What are the real products of our work?

I was on the Northern Line recently, wedged up next to a Brazilian student and a Spanish student. I know their nationalities because I was intently earwigging their conversation and listening to them talk about their respective countries in English.

As a former EFL teacher and a creator of online language courses, I love to listen to people from non-English speaking countries talk to each other. I’m quite far away from the customers who buy the products I work on, and occasional encounters of this kind show me the results of my work. More and more people are communicating with each other in English (far more non-native speakers than native speakers), and it’s nice to feel like a part of that.

The boy and girl I was listening in to were having an animated discussion about soup. The girl came from the far north of Brazil and was trying to describe a local delicacy – a soup made from manioc. She was trying to describe some of the ingredients for this soup, and the plants they come from. At one point she was trying to think of the English word for ‘leaf’. I know this because she could say ‘tree’ and ‘branch’ and was sketching the things you get on the end of branches in the air, and saying the Portuguese word for them. At this point, the bad teacher in me was desperate to lean over and say ‘leaves’ to the two, but having learnt to elicit, not lecture, I held off. After some more thinking, the boy remembered the word ‘leaf’. I did a little somersault of joy inside: English teachers just love it when students come up with the language without prompting.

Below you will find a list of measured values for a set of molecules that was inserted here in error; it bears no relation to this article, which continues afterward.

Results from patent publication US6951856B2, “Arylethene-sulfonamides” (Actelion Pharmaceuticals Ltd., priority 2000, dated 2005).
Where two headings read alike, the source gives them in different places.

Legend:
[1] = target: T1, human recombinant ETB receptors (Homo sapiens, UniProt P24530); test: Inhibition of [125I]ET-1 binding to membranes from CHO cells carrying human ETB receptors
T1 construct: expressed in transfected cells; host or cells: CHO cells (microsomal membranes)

manioc-leaves
manioc leaves

Soon after, the girl made to get off the train, but before she did they made a very careful plan to meet up later, repeating the place and the time in English over and over again. They were clearly very keen to see each other again as soon as possible, and I detected perhaps the beginning of something more than a friendship between fellow students.

This got me thinking about the real products of what I do. I tend to think of the results of my work as being more and better speakers of English, but what goes along with this? Business deals and partnerships are forged. Directions to interesting places are given on street corners and in town squares. Hungry people order food. Interested people can read stories and access all kinds of information online. Students at all levels can take courses and grow their knowledge. Friendships are made. Love affairs blossom. Babies are born.

It was nice to be jolted along in that tube carriage, thinking of all the things I’ll never know that my daily toils have contributed to; the real products of my work.

(This article was originally published March 29, 2011.)

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